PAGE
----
The first Republican on this list, Teddy Roosevelt’s progressive ideology and policies were far different from those of modern Republicans. He saw the increasing power of large corporations, who often treated their workers poorly and monopolized their respective industries, and declared that it was the role of the government to stem the tide of these powerful corporations in order to protect the interests of the people. Amid his contributions to the progressive movement, he became the first President to use the Sherman Anti-trust act as a tool to regulate industries. He oversaw the construction of the Panama Canal. He received the Nobel peace prize for mediating the Russo-Japanese war, and is famously known for establishing many national parks and his environmental conservation programs. It would take all day to list all of Roosevelt’s accomplishments as President, but as you have probably noticed, for each President I have included a downside/negative of their administration for a complete and objective analysis. Roosevelt’s imperialistic foreign policy is the only real negative of his presidency. He was without a doubt an imperialist, but in his defense, many empires in Europe were building up their domains. I suppose it’s only a natural response for a leader of a great country to desire to expand its global influence when witnessing this build-up of empires. Roosevelt was indeed a badass, being shot during a speech and continuing it.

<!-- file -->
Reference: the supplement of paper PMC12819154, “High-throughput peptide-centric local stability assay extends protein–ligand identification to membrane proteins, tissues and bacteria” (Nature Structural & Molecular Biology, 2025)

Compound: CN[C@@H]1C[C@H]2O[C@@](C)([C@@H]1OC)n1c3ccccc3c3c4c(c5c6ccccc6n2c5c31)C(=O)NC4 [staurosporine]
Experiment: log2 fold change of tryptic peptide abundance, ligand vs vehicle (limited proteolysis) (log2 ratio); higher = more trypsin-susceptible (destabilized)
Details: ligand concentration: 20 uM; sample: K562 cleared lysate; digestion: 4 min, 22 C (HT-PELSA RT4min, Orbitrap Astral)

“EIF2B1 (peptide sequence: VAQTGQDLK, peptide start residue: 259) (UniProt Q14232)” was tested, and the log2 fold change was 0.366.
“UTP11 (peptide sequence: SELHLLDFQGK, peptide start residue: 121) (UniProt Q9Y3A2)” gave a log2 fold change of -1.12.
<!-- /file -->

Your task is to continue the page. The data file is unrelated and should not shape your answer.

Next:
#4: William Jefferson “Bill” Clinton (1993 – 2001)